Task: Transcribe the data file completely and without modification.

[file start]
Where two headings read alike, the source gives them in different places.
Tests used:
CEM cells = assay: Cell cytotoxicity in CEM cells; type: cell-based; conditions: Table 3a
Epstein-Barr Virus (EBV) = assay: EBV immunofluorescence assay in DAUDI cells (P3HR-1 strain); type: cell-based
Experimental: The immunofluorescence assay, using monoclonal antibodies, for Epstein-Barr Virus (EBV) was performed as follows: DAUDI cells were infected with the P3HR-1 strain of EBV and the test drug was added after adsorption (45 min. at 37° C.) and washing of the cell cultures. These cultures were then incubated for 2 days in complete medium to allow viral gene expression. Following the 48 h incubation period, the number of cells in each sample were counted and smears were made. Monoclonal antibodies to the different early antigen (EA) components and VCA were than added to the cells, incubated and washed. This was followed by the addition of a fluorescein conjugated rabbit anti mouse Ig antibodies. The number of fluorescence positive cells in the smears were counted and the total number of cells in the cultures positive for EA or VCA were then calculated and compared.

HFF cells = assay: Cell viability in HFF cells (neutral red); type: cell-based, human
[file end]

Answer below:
Where two headings read alike, the source gives them in different places.
Tests used:
CEM cells = assay: Cell cytotoxicity in CEM cells; type: cell-based; conditions: Table 3a
Epstein-Barr Virus (EBV) = assay: EBV immunofluorescence assay in DAUDI cells (P3HR-1 strain); type: cell-based
Experimental: The immunofluorescence assay, using monoclonal antibodies, for Epstein-Barr Virus (EBV) was performed as follows: DAUDI cells were infected with the P3HR-1 strain of EBV and the test drug was added after adsorption (45 min. at 37° C.) and washing of the cell cultures. These cultures were then incubated for 2 days in complete medium to allow viral gene expression. Following the 48 h incubation period, the number of cells in each sample were counted and smears were made. Monoclonal antibodies to the different early antigen (EA) components and VCA were than added to the cells, incubated and washed. This was followed by the addition of a fluorescein conjugated rabbit anti mouse Ig antibodies. The number of fluorescence positive cells in the smears were counted and the total number of cells in the cultures positive for EA or VCA were then calculated and compared.

HFF cells = assay: Cell viability in HFF cells (neutral red); type: cell-based, human